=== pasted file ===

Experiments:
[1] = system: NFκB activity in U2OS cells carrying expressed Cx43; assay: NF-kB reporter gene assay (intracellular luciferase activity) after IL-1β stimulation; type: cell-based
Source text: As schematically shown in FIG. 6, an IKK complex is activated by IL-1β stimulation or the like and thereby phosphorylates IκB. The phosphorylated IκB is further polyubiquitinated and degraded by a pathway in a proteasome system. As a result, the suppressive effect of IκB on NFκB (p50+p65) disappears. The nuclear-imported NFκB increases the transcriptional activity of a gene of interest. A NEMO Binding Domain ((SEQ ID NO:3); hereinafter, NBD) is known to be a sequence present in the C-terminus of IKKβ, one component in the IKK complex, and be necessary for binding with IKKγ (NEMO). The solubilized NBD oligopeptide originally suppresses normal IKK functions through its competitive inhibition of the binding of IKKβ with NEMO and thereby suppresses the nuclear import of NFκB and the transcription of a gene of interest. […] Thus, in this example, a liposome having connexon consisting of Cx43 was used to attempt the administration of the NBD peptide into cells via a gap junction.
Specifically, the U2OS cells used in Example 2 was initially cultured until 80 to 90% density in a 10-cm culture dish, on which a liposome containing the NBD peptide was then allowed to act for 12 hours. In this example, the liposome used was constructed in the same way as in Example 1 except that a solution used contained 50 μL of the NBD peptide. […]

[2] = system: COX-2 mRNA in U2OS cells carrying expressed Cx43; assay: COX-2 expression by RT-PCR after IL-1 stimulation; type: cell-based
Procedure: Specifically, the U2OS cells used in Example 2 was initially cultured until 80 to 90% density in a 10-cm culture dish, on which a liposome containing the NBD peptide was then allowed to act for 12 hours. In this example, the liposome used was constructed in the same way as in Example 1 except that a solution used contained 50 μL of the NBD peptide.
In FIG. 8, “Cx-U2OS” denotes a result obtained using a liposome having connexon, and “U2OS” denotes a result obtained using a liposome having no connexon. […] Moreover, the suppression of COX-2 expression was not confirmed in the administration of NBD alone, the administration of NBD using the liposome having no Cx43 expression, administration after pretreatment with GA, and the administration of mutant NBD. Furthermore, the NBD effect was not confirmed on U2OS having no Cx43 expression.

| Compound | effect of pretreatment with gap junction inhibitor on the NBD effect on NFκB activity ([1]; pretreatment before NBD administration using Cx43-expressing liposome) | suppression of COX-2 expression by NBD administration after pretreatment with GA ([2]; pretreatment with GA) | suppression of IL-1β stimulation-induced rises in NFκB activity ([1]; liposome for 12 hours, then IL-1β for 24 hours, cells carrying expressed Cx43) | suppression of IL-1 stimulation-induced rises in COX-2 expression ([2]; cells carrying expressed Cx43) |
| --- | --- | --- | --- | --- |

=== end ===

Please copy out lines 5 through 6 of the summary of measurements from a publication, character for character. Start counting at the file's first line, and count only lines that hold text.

[2] = system: COX-2 mRNA in U2OS cells carrying expressed Cx43; assay: COX-2 expression by RT-PCR after IL-1 stimulation; type: cell-based
Procedure: Specifically, the U2OS cells used in Example 2 was initially cultured until 80 to 90% density in a 10-cm culture dish, on which a liposome containing the NBD peptide was then allowed to act for 12 hours. In this example, the liposome used was constructed in the same way as in Example 1 except that a solution used contained 50 μL of the NBD peptide.